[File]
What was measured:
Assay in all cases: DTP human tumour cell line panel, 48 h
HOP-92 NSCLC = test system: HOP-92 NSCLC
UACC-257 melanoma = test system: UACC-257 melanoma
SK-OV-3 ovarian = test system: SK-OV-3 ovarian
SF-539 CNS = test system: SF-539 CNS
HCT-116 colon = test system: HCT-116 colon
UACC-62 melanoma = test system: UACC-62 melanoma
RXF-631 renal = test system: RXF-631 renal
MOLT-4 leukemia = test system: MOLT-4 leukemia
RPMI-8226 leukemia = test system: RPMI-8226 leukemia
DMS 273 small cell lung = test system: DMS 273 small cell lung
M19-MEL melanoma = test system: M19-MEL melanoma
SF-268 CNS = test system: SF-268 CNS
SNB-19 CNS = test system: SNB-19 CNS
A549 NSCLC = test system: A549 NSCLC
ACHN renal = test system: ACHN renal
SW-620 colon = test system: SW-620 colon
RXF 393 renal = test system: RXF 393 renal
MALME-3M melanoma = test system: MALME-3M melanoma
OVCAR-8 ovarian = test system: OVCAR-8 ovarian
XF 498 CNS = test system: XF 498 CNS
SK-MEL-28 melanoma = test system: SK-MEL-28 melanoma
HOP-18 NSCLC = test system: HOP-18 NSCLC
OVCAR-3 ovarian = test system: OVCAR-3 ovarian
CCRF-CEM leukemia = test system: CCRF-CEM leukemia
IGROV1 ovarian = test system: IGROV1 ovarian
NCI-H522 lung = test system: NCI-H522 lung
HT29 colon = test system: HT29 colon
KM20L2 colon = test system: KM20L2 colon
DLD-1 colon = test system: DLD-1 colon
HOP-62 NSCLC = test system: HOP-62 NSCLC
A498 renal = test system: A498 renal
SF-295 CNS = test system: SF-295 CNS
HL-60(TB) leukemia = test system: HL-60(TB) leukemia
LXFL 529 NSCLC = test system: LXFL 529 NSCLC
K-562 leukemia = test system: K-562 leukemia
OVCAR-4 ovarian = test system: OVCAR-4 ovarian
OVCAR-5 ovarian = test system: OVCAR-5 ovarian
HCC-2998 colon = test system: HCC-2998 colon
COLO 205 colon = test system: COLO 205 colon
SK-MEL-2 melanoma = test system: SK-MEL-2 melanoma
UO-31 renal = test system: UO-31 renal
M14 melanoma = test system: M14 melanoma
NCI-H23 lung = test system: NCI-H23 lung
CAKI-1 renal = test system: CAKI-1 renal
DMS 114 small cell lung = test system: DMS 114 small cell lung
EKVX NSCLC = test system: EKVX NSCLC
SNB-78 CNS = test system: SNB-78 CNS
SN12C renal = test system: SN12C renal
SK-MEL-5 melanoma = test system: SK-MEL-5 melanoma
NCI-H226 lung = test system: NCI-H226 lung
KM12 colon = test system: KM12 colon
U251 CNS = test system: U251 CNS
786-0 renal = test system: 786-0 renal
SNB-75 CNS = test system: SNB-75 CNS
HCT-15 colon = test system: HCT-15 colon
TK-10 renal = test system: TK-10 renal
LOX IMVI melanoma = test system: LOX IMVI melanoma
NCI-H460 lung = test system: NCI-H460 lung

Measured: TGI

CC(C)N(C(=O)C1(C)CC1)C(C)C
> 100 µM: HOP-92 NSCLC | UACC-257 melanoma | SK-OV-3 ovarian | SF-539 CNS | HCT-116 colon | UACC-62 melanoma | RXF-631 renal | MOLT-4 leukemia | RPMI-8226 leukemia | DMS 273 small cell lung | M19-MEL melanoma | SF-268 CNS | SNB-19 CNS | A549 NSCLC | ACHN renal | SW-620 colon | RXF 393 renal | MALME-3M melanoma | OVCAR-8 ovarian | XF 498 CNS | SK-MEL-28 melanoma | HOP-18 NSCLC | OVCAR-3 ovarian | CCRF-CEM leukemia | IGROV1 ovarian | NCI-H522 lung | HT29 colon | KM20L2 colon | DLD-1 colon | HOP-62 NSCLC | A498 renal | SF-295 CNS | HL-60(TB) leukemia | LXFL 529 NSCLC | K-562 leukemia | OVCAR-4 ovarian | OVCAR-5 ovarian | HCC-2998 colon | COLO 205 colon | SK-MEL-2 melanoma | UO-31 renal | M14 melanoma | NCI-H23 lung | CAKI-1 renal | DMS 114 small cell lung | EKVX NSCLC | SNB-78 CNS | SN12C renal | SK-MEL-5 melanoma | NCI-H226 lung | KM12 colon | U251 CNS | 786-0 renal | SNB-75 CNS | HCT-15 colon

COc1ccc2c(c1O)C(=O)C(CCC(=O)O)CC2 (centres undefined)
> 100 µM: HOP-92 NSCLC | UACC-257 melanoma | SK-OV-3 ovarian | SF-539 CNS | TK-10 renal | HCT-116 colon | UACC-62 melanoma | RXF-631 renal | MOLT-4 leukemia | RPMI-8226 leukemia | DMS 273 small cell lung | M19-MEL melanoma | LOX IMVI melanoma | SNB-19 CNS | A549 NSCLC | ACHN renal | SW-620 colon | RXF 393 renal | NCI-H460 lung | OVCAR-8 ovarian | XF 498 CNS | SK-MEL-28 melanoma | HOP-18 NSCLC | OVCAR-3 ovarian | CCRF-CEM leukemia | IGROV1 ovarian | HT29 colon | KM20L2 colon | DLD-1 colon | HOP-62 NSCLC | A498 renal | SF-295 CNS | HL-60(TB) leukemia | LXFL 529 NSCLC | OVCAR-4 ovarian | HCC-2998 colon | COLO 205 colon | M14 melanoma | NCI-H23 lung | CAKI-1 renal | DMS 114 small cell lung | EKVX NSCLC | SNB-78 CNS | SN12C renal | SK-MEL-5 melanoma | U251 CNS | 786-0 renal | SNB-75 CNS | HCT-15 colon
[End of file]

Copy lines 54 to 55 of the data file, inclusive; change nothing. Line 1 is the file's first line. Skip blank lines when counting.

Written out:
U251 CNS = test system: U251 CNS
786-0 renal = test system: 786-0 renal